16 May 2012

A Real Starship Enterprise!


All the Star Trek I’ve watched told me one simple yet sad fact: the first USS Enterprise would be built in 2245 (or 2151 if you go by crappy Enterprise canon).

However, an american engineer has come up with an extremely elaborate proposal to built a real, working NCC-1701, powered by ion propulsion. The 536-meter-diameter saucer section even houses a centrifugal living space to provide 1G of gravity for its occupants. And here’s the real kicker - according to him, it could be done in the next 20 years!


"We have the technological reach to build the first generation of the spaceship known as the USS Enterprise — so let's do it," writes the curator of the Build The Enterprise website, who calls himself BTE (BuildTheEnterprise) Dan.
He envisions this starship Enterprise as a solar-system roamer, dropping off space probes, rovers and satellites as it does fly-bys of astronomical bodies. The ship can travel to Mars in 3 months (90 days), and can reach the Moon in 3.



Cross-section of 2nd Enterprise captained by Kirk, the 1701-A

This guy has come up with more than just a simple proposal: he’s provided conceptual designs, ship specs, a funding schedule - pretty much any imaginable detail. All this can be found on his website, although the site itself has been down due to impressive traffic. The project covers the construction of the starship ( to be done in space, of course), and what I find interesting about the proposal is that the finished starship will bear a striking resemblance to the original Big E, captained by Kirk. He states that “It ends up that this ship configuration is quite functional”, and his design would make the vehicle not just a starship, but a space station and spaceport, all in one, and can house up to one thousand people.





One thing the ship will not have is a warp core, and associated warp engines. It’s powered by a 1.5Gw nuclear reactor (whether fission or fusion, I was unable to determine) that feeds the ion engines, and an additional three more for general electric purposes. Given how ion engine technology works right now, the ship would travel at constant acceleration in orbits around the solar system, rather than speeding up or speeding down depending on the situation.


Dan envisions the starship as a space station at first, but then it would go on to roam the solar system, exploring planets and deploying its lasers to cut through the thick ice of Europa.

The Sovereign class 1701-E being built in space dock, much like BTE Dan's proposal

But who would pay for the construction of such a massive starship? Dan has figured this out too: by increasing taxes slightly and making budget cuts in the areas of defense, health and human services, housing and urban development, education and energy, the US can fund the 20-year old program with a “minimum” effort, according to the engineer. “These changes to spending and taxes will not sink the republic”, says Dan. "In fact, these will barely be noticed. It’s amazing that a program as fantastic as the building a fleet of USS Enterprise spaceships can be done with so little impact." And here’s my favorite quote from the man:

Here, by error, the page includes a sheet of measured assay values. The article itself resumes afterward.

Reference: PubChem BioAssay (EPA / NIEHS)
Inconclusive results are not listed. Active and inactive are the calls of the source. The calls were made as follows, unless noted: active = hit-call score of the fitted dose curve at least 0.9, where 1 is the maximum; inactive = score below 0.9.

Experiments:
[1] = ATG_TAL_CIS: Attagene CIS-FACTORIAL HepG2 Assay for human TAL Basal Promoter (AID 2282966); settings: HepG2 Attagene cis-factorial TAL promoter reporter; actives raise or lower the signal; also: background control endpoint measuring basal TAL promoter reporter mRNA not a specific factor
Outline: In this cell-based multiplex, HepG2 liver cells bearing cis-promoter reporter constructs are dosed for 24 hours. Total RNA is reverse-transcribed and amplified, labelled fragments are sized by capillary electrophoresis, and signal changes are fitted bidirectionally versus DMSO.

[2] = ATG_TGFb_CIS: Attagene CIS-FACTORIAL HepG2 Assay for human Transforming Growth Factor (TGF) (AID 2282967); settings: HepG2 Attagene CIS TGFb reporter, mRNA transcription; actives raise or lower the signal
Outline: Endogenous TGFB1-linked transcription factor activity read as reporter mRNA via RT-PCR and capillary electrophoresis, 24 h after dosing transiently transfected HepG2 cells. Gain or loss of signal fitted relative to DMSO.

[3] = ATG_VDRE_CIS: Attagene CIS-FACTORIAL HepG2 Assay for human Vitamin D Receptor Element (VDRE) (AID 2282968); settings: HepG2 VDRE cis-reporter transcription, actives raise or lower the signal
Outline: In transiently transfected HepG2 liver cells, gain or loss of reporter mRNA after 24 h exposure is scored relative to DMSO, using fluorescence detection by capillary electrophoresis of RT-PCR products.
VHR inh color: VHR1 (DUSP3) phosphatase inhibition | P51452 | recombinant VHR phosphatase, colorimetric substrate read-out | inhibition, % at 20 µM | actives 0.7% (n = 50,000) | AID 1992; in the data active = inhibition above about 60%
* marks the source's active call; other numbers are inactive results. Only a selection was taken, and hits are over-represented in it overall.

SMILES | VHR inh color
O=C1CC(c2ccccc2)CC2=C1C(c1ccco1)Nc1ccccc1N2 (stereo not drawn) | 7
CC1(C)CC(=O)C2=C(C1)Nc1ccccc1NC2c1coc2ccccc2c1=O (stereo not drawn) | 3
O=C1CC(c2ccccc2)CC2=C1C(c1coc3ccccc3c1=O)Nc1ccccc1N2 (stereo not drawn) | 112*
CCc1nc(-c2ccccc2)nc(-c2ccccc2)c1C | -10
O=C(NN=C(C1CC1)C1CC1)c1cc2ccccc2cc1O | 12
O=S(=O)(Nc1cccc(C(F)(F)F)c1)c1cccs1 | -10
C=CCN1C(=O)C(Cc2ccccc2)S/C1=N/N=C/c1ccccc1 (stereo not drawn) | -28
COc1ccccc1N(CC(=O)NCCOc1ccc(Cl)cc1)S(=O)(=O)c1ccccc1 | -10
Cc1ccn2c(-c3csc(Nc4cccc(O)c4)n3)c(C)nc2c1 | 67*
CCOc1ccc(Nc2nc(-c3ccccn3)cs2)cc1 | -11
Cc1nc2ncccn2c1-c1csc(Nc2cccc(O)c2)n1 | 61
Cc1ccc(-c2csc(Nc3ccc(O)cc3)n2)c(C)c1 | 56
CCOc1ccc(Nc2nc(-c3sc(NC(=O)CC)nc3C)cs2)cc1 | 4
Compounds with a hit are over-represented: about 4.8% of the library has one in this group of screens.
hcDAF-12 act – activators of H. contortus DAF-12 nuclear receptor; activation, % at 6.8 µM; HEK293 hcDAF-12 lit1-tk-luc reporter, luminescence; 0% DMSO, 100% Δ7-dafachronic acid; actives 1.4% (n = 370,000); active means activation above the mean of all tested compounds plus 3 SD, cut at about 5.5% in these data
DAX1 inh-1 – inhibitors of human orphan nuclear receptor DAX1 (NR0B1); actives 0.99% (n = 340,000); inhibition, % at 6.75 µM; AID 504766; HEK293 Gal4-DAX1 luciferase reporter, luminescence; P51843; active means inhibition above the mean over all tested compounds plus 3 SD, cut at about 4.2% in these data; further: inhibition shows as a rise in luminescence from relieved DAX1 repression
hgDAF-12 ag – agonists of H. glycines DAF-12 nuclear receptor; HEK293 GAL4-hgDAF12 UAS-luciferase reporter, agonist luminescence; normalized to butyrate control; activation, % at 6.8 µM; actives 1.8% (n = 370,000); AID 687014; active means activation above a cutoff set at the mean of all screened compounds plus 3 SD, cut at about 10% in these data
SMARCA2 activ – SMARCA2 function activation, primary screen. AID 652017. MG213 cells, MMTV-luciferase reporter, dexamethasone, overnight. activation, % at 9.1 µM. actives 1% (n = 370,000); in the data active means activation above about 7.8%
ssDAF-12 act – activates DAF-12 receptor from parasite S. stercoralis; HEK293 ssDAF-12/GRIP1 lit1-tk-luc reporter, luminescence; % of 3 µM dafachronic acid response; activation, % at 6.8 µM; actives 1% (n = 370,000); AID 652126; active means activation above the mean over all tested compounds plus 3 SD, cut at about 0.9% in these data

“The only obstacles to us doing it are the limitations we place on our collective imagination.”

Sounds like something ol’ Gene himself would have said. And I have to agree - one of my earliest blog posts on my personal blog, years ago, were about the NASA budget cuts, the retirement of the space shuttle program and how the dream of manned space exploration had yet to begin in earnest, due to a lack of governmental interest among the economical super-powers, but also about how private entrepreneurs like Richard Branson had taken to the stars with civilian space tourism and exploration programs. I have always been a space exploration nerd and sort of an “let’s just get together and do it already!” kind of guy, so this endeavor is something I can really relate to.

One of my personal favorites, the Ambassador Class NCC-1701-C

I have to give it to Dan, whoever he is (his website does not indicate which Fortune 500 company he’s an engineer for), for coming up with something like this, and he deserves credit for the initiative itself, if not for the authenticity or soundness of his engineering and financial projections. I do have a few objections and/or questions regarding his funding plan though. While he believes that his proposed budget cuts will have a minimal effect on the areas quoted above, I can’t help but be a little circumspect. Any budget cut, no matter how “minimal”, will often have unforseen circumstances, and I don’t believe education - in any country - needs more budget cuts, as do health care, human services and housing.

A fictional - sadly - timeline of ships named Enterprise

Should we do this? Totally - or at least something similar, some large-scale interplanetary exploration effort. Can we do it? I’m not a financial expert, nor an engineer - it’s possible that a realistic cost proposal would be a lot more difficult to enforce than what BTE Dan suggests. But the bottom line is, humans have always been explorers. It’s in our blood to question, wonder and dream about flying.

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